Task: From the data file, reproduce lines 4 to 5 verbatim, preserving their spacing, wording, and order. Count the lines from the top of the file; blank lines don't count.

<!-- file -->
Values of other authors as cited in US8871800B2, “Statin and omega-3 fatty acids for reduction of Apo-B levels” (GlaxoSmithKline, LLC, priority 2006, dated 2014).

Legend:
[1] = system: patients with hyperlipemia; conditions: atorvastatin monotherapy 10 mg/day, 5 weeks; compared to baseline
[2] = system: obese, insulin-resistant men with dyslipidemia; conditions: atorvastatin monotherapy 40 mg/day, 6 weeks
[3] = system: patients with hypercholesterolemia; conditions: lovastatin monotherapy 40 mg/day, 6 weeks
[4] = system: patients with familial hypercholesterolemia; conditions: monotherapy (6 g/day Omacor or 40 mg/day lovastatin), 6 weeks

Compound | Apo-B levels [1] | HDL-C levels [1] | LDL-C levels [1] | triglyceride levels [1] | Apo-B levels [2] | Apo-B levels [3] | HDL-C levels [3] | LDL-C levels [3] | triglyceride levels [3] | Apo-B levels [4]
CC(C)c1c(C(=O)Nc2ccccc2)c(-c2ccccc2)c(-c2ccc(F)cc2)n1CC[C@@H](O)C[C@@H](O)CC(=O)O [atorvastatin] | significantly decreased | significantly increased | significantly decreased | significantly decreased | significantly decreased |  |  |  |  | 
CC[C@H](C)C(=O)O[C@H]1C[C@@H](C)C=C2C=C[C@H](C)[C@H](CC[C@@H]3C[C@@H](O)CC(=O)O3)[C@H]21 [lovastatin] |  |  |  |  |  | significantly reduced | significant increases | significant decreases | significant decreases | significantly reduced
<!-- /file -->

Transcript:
[2] = system: obese, insulin-resistant men with dyslipidemia; conditions: atorvastatin monotherapy 40 mg/day, 6 weeks
[3] = system: patients with hypercholesterolemia; conditions: lovastatin monotherapy 40 mg/day, 6 weeks